“We could have done it entirely in the computer but as large as Digital Domain is, with its several terabytes of disk space and hundreds of CPUs, there was still a practical limit. A totally CG New York would have been prohibitive in terms of time, storage space and processing power. For that reason, we chose to construct a big set of models.”

Stetson now made use of the advancement in technology which was missing back then when he was working on Blade Runner. He used computer pre-visualization and prepared models in different levels of details based on the camera lens, motion path, proximity of the miniature to the camera, etc.

For the cityscape shot, about twenty-five buildings 25 feet high and above were built. Several CAD and town planning artists were invited to make plans for the layout of the city and the miniatures were placed accordingly. This helped them make the illusion of the vast mega polis more real and believable.

To create a more natural look of sunlight hitting the vast cityscape, Supervising director of photography , Bill Neil developed a new technique called “Fractured Sunlight” which is a hybrid of direct and indirect illumination. They used a strong light source from one direction to mimic the sunlight which caused a lot of shadows on the other side. To minimize the effect, they had to use reflectors and spotlights to create an illusion of light bouncing back on the darker areas on the buildings.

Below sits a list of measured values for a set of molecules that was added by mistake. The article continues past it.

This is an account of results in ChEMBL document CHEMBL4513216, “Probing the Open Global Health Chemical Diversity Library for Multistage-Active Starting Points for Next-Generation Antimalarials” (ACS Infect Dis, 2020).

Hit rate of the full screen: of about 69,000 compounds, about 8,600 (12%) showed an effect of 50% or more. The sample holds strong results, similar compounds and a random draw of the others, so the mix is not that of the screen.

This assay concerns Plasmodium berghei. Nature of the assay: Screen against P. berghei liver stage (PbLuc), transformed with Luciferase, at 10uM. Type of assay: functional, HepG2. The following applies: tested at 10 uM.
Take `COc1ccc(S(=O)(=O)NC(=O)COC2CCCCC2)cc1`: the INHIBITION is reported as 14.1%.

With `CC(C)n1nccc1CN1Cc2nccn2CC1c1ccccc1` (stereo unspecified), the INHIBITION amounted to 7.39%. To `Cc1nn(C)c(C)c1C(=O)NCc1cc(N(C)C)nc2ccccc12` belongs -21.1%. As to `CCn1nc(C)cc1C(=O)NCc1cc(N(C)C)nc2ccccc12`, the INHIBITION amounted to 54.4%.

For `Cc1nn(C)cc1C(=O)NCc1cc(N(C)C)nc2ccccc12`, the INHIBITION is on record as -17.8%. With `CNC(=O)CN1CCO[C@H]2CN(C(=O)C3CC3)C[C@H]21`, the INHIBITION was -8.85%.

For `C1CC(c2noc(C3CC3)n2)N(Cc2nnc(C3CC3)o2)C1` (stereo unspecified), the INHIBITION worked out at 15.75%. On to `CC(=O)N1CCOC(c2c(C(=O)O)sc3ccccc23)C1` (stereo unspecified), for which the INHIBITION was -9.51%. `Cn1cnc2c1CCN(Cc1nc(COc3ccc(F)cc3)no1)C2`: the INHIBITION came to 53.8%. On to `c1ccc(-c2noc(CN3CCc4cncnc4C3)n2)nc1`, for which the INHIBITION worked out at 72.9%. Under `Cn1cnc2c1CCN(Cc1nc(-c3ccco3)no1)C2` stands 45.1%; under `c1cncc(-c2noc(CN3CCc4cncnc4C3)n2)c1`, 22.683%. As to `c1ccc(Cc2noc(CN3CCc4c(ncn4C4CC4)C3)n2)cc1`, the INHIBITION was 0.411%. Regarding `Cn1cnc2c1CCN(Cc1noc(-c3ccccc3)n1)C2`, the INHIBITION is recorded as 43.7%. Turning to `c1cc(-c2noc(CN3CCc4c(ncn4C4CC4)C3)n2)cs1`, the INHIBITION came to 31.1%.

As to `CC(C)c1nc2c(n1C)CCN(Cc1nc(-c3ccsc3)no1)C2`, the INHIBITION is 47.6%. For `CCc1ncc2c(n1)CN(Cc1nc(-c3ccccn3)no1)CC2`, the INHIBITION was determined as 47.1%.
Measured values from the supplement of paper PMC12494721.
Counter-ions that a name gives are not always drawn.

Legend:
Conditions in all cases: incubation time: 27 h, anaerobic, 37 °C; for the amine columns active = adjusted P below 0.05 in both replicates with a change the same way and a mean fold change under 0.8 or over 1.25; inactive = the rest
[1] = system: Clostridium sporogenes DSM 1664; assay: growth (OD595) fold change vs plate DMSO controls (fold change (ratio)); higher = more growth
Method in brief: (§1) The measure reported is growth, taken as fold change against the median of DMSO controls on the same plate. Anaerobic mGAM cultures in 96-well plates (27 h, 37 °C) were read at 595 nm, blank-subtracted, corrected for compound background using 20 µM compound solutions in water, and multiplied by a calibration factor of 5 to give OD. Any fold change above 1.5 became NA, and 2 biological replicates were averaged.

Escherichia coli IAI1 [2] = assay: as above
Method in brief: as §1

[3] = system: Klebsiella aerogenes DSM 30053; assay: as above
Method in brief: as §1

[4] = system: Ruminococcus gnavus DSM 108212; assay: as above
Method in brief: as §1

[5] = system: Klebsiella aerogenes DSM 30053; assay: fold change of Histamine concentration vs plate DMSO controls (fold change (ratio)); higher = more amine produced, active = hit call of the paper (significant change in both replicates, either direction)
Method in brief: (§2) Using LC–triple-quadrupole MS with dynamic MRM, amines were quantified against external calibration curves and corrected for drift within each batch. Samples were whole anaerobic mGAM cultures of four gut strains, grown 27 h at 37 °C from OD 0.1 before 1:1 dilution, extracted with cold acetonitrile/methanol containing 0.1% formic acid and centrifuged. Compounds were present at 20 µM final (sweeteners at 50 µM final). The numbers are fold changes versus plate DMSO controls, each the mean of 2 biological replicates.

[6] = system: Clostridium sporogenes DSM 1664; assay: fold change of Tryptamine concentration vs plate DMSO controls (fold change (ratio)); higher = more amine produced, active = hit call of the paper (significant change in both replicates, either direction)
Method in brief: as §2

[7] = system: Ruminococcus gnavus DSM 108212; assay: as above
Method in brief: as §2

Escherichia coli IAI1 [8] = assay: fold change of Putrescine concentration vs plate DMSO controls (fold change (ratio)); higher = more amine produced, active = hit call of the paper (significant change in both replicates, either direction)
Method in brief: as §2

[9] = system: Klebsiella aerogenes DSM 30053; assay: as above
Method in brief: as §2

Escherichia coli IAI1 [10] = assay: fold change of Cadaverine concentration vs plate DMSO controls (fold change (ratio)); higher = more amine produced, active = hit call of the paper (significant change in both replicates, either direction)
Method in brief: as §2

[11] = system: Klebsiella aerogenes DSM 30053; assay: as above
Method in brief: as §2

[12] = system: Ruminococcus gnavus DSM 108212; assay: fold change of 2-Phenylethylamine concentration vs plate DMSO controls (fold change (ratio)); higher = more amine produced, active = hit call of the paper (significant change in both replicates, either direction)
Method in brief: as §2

In order to add depth in the shot, they separated the cityscape into different parts with their respective mattes and then added atmospheric effects and made changes to the overall lighting. Also, they relied heavily on 2-D matte paintings to mix and create the effect of endless row of buildings which ultimately imposed depth in the shot.

Flying cars were the crucial element in cityscape shot which left viewers in awe. Stetson initially planned to use miniatures for the effect. But due to development of technology, an effective CG pipeline was generated which allowed them to move to computer generated imagery.

They first created primitive models of cars and rough patterns of the traffic flow to pre-visualize the shot. In order to distinguish between the traffic at various levels of the city, Digital effects supervisor Karen E. Goulekas created a weave pattern where traffic would travel in different directions at different levels.

In order to create variation among the pattern of traffic flow, they keyed the cars to move at different speeds and stop at random points. Also variation of color and nature of the cars was accomplished by using special Renderman shaders. These programmed shaders allowed the artists to quickly tweak and create new variations of models easily.

Once the traffic flow and detailing of the vehicles is completed, they would then run a script which replaced all the dummy models with fully detailed ones which they would then send for final rendering.

Compositing supervisors Jonathan Egstad and Bryan Grill then carefully planned the allocation of resources which finally enabled them to generate the effects work in time. They used compositing packages (mainly Nuke, Flame, etc) to put together all the elements. Finally, color corrections and grading was done to complete generating the final imagery for the shot.